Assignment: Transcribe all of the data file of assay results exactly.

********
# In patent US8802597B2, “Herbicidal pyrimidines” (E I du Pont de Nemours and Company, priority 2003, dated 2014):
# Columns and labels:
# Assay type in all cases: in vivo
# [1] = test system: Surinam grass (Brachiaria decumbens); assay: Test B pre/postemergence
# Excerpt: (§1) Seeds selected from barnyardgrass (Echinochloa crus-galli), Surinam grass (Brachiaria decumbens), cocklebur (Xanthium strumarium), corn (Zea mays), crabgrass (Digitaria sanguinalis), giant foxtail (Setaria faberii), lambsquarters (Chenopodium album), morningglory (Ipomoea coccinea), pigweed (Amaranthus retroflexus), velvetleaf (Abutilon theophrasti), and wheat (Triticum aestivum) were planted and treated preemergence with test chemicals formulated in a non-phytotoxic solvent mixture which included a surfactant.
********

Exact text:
# In patent US8802597B2, “Herbicidal pyrimidines” (E I du Pont de Nemours and Company, priority 2003, dated 2014):
# Columns and labels:
# Assay type in all cases: in vivo
# [1] = test system: Surinam grass (Brachiaria decumbens); assay: Test B pre/postemergence
# Excerpt: (§1) Seeds selected from barnyardgrass (Echinochloa crus-galli), Surinam grass (Brachiaria decumbens), cocklebur (Xanthium strumarium), corn (Zea mays), crabgrass (Digitaria sanguinalis), giant foxtail (Setaria faberii), lambsquarters (Chenopodium album), morningglory (Ipomoea coccinea), pigweed (Amaranthus retroflexus), velvetleaf (Abutilon theophrasti), and wheat (Triticum aestivum) were planted and treated preemergence with test chemicals formulated in a non-phytotoxic solvent mixture which included a surfactant.